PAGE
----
Companies that don't find some way to work themselves onto the Internet soon will lose money, according to at least one industry analyst.
"If a company doesn't start to see revenue coming from the Internet in the next year or two, I guarantee you they're losing money," said Tim Sloane, an analyst with the Aberdeen Group.
Sloane told an audience at a Kasten Chase-sponsored seminar in Toronto that Internet-related business will rise by 2002 to $US88 billion in the consumer market, and $2 trillion in the business-to-business market.
He said this isn't new money, but rather revenues being diverted from other market areas. Therefore, he said, companies that don't make money online will lose it to competitors that do.
Sloane said it is not just direct selling over the Internet that counts, but also using the Internet as a business tool, such as in Web-to-host connectivity. He said Aberdeen estimates that about 70 per cent of application and business data reside on legacy systems. Moving those systems to Web-to-host products such as those offered by Kasten Chase and IBM, among others, can save a company money through consolidation, lower maintenance and new business opportunities such as linking with customers and suppliers, he said.
"Our research shows that companies are going into e-business almost exclusively to save money," Sloane said. "But companies shouldn't overly focus on [saving money]. This not only saves you money, but it prepares you for connecting to the Internet."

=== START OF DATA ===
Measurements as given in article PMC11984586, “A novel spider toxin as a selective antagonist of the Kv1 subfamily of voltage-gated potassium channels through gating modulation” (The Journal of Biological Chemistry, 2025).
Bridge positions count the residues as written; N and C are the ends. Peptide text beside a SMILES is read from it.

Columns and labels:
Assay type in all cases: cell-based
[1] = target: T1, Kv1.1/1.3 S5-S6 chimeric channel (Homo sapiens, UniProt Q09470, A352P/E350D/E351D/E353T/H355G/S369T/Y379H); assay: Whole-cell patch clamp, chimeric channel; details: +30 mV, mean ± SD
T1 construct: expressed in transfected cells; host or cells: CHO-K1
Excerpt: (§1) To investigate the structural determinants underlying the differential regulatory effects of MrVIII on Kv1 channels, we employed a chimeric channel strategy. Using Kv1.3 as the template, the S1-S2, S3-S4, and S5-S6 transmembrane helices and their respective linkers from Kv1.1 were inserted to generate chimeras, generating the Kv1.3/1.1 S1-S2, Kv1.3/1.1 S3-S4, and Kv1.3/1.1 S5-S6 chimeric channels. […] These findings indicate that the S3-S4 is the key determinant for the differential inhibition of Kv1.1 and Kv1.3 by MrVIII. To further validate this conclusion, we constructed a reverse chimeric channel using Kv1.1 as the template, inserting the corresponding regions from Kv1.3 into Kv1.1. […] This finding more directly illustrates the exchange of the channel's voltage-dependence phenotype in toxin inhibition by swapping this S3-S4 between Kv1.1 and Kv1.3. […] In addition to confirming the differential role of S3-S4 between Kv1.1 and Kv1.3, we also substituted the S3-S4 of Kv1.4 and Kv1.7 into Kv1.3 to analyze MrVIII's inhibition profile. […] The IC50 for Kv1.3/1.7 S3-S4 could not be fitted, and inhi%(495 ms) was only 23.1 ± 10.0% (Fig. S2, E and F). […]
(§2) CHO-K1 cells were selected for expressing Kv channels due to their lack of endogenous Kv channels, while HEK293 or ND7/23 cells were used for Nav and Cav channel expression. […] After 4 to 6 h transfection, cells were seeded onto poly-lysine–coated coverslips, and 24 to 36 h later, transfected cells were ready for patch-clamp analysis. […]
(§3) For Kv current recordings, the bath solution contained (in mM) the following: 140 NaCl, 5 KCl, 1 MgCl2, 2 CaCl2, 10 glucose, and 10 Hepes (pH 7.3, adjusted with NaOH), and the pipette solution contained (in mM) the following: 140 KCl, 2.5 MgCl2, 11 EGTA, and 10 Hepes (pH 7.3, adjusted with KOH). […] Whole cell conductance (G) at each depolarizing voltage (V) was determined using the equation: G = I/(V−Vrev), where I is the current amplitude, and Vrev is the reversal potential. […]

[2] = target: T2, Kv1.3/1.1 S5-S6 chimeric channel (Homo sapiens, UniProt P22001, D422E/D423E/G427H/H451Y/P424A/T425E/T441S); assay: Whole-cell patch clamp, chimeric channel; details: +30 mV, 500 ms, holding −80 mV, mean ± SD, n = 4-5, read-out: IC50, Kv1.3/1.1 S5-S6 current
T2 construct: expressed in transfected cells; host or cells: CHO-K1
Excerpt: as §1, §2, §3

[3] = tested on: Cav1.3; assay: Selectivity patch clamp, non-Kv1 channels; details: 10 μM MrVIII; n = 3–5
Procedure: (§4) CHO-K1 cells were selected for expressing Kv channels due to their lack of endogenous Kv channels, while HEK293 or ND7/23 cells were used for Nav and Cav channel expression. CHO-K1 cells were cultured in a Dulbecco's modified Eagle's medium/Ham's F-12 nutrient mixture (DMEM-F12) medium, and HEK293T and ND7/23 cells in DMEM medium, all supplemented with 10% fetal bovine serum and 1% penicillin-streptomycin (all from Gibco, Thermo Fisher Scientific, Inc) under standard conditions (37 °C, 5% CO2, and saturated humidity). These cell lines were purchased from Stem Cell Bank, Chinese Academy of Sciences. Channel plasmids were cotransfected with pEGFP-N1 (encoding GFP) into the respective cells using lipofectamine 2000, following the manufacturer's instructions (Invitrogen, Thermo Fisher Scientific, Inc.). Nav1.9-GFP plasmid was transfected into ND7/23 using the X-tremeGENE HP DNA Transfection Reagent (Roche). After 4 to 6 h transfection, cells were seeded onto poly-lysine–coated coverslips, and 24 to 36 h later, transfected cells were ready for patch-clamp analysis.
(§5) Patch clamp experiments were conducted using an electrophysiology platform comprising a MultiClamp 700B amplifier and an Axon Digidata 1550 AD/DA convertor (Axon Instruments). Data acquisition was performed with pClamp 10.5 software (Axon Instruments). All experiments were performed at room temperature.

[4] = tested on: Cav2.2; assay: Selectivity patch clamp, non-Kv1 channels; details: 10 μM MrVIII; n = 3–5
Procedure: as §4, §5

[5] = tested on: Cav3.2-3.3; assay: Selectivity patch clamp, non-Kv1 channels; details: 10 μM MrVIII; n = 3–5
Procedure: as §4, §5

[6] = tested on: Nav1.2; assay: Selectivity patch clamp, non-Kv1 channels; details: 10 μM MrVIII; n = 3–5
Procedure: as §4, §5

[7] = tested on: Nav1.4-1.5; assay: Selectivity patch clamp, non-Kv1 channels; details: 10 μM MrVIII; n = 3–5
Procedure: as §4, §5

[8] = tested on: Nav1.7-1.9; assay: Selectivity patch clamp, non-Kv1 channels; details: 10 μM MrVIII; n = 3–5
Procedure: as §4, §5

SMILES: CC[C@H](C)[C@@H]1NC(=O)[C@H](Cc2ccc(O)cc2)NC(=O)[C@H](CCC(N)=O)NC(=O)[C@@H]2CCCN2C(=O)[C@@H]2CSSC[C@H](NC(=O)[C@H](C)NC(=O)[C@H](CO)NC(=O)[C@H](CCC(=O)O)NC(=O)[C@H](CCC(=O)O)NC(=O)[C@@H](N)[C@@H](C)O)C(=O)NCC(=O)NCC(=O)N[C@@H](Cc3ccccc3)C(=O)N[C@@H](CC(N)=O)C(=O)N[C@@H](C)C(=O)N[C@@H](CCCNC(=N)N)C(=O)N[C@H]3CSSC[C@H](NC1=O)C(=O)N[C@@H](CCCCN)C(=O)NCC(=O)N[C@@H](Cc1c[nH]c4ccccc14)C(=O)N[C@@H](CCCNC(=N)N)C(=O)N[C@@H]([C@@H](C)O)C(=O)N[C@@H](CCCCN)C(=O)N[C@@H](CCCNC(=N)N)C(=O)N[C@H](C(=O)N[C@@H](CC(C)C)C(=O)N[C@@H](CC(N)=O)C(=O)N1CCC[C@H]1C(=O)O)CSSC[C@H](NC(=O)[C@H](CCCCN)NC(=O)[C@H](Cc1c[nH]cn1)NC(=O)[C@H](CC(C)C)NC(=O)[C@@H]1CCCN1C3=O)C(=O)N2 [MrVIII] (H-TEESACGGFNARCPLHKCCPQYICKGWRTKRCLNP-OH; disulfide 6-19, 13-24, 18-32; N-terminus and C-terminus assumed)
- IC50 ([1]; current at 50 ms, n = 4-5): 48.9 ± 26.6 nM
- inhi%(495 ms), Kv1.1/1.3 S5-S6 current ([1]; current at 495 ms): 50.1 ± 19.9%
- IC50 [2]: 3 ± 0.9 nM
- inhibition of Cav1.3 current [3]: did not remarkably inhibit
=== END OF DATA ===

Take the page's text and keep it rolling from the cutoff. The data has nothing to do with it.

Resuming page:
One of the problems with using the Internet, however, is the issue of putting sensitive data over the public network. Sloane said Kasten Chase's products use virtual private network (VPN) technology to secure data, but he added that not all competing products have the same level of security.
Sloane said that it is easy to secure one Web connection to one back end because the Web does the authentication and the back end handles the access control. But he said "it gets really nasty" when a company tries to add multiple hosts, and that's where specific security products have to be in place.
Sloane presented several tips for those embarking on Web-to-host implementations.
"Number one is to make sure all of your departments are tied together and working towards the same goal," Sloane said. He said all the groups should initially focus on the same project or else risk becoming territorial and inflexible. He said he has seen companies where various business units are at odds over project elements, each with valid reasoning but still getting nowhere.
Other bits of advice included: identify the platform for the integration point; establish a persona-based infrastructure around the network, security and implementation; and define the initial end users early on.